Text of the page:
Consequently, in 2021, Nigeria became the first African country to design a detailed Energy Transition Plan to tackle the dual crises of energy poverty and climate change and deliver universal access to energy (SDG7) by 2030 and net-zero by 2060. Our plan details pathways for significant low-carbon buildout of energy systems across 5 keys sectors: Power, Cooking, Transport, Industry, and Oil & Gas, and within its scope, 65% of Nigeria’s emissions are affected.
Although our plan recognizes the role of gas as a transition fuel for delivering clean cooking solutions and baseload power capacity, renewable energy is the bedrock of our transition pathway. Nigeria is set to deploy an unprecedented amount of renewable energy capacity to deliver the energy access and climate goals of our transition plan. For example, the plan calls for the deployment of about 5.3 Gigawatts (GW) of solar capacity every year till 2060 with the inclusion of storage and hydrogen. The plan envisions vibrant industries powered by low-carbon technologies; streets lined with electric vehicles and livelihoods enabled by sufficient and clean energy; this is an exciting vision.
We have developed this audacious plan and adopted it as a national policy, but the critical thing now is delivering the plan’s targets. Our analysis shows that Nigeria would need to spend about $410 billion above business-as-usual spending to deliver our transition plan by 2060. This translates to an additional $10 billion in annual spending, and we need support from international partners to mobilize this level of resources. In this regard, we are engaging the G7 to request the inclusion of Nigeria in the G7’s Climate Partnerships List for the co-creation of a Just Energy Transition Partnership.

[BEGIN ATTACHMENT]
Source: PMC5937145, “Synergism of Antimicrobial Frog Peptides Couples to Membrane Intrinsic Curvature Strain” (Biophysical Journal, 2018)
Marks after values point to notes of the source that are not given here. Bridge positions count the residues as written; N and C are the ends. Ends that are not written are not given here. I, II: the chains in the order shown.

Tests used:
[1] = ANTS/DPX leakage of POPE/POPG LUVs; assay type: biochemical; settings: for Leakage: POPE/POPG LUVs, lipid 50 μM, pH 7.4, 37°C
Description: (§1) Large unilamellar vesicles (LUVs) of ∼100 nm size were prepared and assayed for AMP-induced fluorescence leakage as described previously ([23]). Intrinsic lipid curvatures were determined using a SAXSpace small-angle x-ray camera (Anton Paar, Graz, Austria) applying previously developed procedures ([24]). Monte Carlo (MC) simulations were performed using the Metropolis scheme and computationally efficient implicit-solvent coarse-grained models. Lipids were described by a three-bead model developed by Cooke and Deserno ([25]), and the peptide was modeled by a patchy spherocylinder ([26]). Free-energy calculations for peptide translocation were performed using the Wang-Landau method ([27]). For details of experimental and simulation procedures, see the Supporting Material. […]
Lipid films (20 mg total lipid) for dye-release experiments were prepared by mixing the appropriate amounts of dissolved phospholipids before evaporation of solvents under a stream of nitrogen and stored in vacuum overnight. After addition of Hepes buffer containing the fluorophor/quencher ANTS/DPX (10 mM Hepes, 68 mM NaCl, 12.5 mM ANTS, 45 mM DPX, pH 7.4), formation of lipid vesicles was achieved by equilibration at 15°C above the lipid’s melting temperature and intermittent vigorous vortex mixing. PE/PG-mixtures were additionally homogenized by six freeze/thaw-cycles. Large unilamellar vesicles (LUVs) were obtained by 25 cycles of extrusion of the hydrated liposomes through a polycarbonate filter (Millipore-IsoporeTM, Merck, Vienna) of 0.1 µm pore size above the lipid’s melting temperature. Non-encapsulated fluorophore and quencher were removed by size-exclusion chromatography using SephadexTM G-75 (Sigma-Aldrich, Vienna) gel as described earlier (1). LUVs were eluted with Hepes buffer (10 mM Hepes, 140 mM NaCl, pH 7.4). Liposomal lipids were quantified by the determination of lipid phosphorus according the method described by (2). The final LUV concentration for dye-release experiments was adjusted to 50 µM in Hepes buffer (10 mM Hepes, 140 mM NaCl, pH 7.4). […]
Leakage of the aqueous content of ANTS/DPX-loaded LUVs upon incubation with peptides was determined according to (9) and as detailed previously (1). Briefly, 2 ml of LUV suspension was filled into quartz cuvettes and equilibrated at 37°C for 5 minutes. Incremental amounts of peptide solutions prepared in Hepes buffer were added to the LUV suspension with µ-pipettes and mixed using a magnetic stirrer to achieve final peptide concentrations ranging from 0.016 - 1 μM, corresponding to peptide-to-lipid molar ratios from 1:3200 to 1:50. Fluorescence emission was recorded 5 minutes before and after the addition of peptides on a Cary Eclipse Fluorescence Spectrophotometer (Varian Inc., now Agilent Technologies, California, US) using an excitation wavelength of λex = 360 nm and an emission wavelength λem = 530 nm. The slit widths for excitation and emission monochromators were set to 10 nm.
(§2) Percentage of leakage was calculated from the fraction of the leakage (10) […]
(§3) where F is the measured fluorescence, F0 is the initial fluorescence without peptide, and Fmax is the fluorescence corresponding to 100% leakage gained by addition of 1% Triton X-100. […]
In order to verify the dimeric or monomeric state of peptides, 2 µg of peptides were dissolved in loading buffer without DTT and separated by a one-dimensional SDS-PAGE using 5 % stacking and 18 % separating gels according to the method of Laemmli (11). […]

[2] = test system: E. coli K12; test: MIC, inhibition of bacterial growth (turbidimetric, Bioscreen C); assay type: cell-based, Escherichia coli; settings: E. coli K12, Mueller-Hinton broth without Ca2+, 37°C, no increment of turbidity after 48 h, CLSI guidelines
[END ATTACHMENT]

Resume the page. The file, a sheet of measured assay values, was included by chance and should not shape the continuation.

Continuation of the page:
Between 2000 and 2020, just $3 billion per year was invested in renewable energy in the whole of Africa. This was barely 2% of global renewable energy investment in the same period. A balanced and just approach to the clean energy transition must recognize that finance is key and currently skewed away from the developing nations that need it most. Making capital available in Africa for the buildout of clean energy systems is central to reaching the goals of the Paris Agreement. In addition to conventional capital flows from public and private sources, it is also essential that Africa can participate more fully in global carbon markets and pioneer innovative instruments like debt-for-climate swaps.
For our own part as developing economies, we are undertaking strategies and reforms to create the enabling environment for the needed investments. In Nigeria, we have implemented several sector reforms such as the Power Sector Recovery Programme; put in place enabling incentives like the three-year tax holiday for independent power generation; and made investment-grade data and tools such as the Nigeria Integrated Energy Planning Tool publicly available to demonstrate our investment readiness and commitment to the transition. We are updating our Mini-Grid regulations to be flexible to private sector induced investments, raise the licensing cap and developing the policy for the integration of utility-scale solar into our grid to advance a shortlist of identified energy transition projects including Renewable Solar Independent Power Plants (IPPs), and scaled Decentralized Renewable Energy (DRE) projects, to name a few.
In closing, I thank partners such as Sustainable Energy for All (SEforALL), the Global Energy Alliance for People and Planet (GEAPP) and Bloomberg Philanthropies that have shown support for a clean energy transition in Nigeria, and I call on investors and the global community to recognize the immense investment opportunities and potential for impact in Nigeria and the Global South at large. We thank Bloomberg for understanding the situation as ‘a do nothing scenario’ will be a major draw back towards a global net zero ambition. Let’s come together at this crucial time in the world’s history to deliver a just, clean and thriving world.
Thank you for your kind attention.